The character encoding can be specified in the charset parameter of a meta tag in the <head> of an HTML document, for example:

<meta http-equiv="content-type" content="text-html; charset=utf-8">

It is better to specify the character encoding in the HTTP header transmitted from a Web server, but this is not under the control of most writers.

Character encoding is also referred to by other names, including character encoding scheme, character coding, charset, coded character set, encoding and transmission character set.

Encoding problems

It is good practice to use the same encoding at all stages in document production, from text editing to display in a Web browser. If you see characters correctly at one part of the process but incorrectly at another part, then you are almost certainly not using the same encoding throughout.

Text displayed as intended:

French text sample

Text encoded as UTF-8 but displayed as ISO-8859-1:

French text encoded as UTF-8 but wrongly displayed with ISO-8859-1 encoding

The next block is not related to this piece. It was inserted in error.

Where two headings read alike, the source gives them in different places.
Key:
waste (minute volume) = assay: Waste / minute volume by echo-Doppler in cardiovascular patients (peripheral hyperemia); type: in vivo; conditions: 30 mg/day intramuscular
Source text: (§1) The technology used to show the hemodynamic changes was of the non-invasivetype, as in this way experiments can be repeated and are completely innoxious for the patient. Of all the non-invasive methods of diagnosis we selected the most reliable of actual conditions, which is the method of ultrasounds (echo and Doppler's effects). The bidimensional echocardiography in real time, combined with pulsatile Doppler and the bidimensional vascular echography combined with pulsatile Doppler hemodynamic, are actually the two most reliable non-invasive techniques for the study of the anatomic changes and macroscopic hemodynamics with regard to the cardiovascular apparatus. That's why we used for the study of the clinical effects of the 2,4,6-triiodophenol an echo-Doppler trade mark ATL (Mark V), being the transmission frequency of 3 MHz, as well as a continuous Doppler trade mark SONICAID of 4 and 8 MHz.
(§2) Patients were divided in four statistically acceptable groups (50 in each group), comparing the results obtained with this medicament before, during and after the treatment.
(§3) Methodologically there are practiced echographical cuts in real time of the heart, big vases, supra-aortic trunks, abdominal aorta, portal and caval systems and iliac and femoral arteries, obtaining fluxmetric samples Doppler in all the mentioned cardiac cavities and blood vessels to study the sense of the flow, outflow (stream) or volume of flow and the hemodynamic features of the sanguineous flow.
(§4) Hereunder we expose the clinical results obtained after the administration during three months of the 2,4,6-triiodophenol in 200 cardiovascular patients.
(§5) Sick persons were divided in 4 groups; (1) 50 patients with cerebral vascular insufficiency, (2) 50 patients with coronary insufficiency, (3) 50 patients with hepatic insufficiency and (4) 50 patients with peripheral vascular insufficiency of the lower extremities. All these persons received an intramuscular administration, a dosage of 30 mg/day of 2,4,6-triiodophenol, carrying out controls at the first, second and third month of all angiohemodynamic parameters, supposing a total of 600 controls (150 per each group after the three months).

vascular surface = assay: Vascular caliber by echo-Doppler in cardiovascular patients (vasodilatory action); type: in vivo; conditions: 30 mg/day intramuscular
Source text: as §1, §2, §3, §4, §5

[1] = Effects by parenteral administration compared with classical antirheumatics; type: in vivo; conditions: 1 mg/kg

Text encoded as ISO-8859-1 but displayed as UTF-8:

French text encoded as ISO-8859-1 but wrongly displayed with UTF-8 encoding


Top

Macintosh HTML editors

There are no HTML editors that make use of Mac OS 9’s built-in support for Unicode TrueType fonts, so Mac users are restricted to typing in languages for which Language Kits are available.

Microsoft’s Word 98 and Word 2001 word processors running under Mac OS 9 can use one or more Language Kits to produce multilingual HTML documents with UTF-8 character encoding. These documents include specified fonts, but they still seem to display correctly in Internet Explorer and Netscape browsers on Windows systems that have alternative fonts for the appropriate scripts.